It starts at home
As a retired public-school teacher, I am getting sick and tired of the Chris Waldorfs of this world who believe the key to improving our schools is to get tough with teachers unions [“Education reform: push past teachers unions that block it,” Northwest Voices, April 3]. I would suggest that nothing we do to reform our education system will work until parents send their children to school physically and mentally ready to learn.
What does that mean? It means taking their cellphones away so they have time to study rather than text-messaging. It means controlling the amount of time they spend “tweeting” on the Internet. It means limiting their TV and video-game time.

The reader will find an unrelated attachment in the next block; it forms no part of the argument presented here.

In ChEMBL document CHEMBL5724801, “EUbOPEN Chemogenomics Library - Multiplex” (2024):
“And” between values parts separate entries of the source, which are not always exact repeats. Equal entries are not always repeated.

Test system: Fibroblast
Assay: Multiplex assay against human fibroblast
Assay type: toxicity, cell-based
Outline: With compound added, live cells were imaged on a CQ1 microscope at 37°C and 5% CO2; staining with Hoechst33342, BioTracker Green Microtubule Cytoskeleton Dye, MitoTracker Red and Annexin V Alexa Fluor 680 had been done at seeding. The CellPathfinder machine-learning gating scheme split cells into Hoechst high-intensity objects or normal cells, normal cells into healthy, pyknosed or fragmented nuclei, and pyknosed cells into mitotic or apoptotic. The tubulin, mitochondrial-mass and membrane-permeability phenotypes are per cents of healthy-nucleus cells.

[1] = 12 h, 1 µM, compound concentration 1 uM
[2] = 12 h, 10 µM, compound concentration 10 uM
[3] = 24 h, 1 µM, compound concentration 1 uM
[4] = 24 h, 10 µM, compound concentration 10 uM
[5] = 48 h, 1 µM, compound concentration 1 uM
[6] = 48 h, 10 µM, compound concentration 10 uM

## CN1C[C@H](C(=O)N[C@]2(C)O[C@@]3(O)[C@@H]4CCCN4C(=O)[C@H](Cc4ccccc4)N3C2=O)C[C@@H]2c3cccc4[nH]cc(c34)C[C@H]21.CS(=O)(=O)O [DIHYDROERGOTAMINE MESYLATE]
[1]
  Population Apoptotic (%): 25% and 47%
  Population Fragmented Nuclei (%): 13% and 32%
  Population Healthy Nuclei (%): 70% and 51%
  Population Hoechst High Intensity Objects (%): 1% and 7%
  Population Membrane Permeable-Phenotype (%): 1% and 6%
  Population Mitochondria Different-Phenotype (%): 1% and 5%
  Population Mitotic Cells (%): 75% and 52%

In other words, it means developing a culture at home that views education as the bridge to their children’s future, not just an inconvenience that needs to be fit in around the hedonistic pleasures of life. It requires self-discipline and the adoption of a long-term perspective, something Americans find extraordinarily difficult.
If parents can’t accomplish this, then reform measures will be little more than whistling in
— Dick Schwartz, Seattle